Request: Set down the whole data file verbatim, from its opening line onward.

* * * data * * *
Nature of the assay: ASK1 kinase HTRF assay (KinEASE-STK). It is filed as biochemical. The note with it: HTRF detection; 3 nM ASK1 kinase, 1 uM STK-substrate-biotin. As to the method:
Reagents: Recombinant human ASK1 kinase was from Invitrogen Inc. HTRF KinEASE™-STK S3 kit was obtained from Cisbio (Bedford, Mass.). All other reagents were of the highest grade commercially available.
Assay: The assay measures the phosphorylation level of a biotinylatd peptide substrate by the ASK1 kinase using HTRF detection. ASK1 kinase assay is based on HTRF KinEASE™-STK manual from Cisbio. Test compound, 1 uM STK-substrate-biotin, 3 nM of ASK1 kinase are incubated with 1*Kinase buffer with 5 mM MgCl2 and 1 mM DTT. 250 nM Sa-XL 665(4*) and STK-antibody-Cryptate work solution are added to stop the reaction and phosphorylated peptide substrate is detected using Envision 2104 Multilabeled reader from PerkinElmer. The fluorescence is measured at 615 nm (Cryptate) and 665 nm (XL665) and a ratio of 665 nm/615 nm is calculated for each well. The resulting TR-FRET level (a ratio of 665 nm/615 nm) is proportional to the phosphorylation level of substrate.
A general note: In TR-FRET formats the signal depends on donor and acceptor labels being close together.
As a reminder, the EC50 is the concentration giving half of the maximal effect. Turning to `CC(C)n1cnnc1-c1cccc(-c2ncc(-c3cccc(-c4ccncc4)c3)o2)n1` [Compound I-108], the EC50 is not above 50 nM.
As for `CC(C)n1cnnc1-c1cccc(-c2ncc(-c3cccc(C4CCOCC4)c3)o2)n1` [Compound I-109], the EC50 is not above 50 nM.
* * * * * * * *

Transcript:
Nature of the assay: ASK1 kinase HTRF assay (KinEASE-STK). It is filed as biochemical. The note with it: HTRF detection; 3 nM ASK1 kinase, 1 uM STK-substrate-biotin. As to the method:
Reagents: Recombinant human ASK1 kinase was from Invitrogen Inc. HTRF KinEASE™-STK S3 kit was obtained from Cisbio (Bedford, Mass.). All other reagents were of the highest grade commercially available.
Assay: The assay measures the phosphorylation level of a biotinylatd peptide substrate by the ASK1 kinase using HTRF detection. ASK1 kinase assay is based on HTRF KinEASE™-STK manual from Cisbio. Test compound, 1 uM STK-substrate-biotin, 3 nM of ASK1 kinase are incubated with 1*Kinase buffer with 5 mM MgCl2 and 1 mM DTT. 250 nM Sa-XL 665(4*) and STK-antibody-Cryptate work solution are added to stop the reaction and phosphorylated peptide substrate is detected using Envision 2104 Multilabeled reader from PerkinElmer. The fluorescence is measured at 615 nm (Cryptate) and 665 nm (XL665) and a ratio of 665 nm/615 nm is calculated for each well. The resulting TR-FRET level (a ratio of 665 nm/615 nm) is proportional to the phosphorylation level of substrate.
A general note: In TR-FRET formats the signal depends on donor and acceptor labels being close together.
As a reminder, the EC50 is the concentration giving half of the maximal effect. Turning to `CC(C)n1cnnc1-c1cccc(-c2ncc(-c3cccc(-c4ccncc4)c3)o2)n1` [Compound I-108], the EC50 is not above 50 nM.
As for `CC(C)n1cnnc1-c1cccc(-c2ncc(-c3cccc(C4CCOCC4)c3)o2)n1` [Compound I-109], the EC50 is not above 50 nM.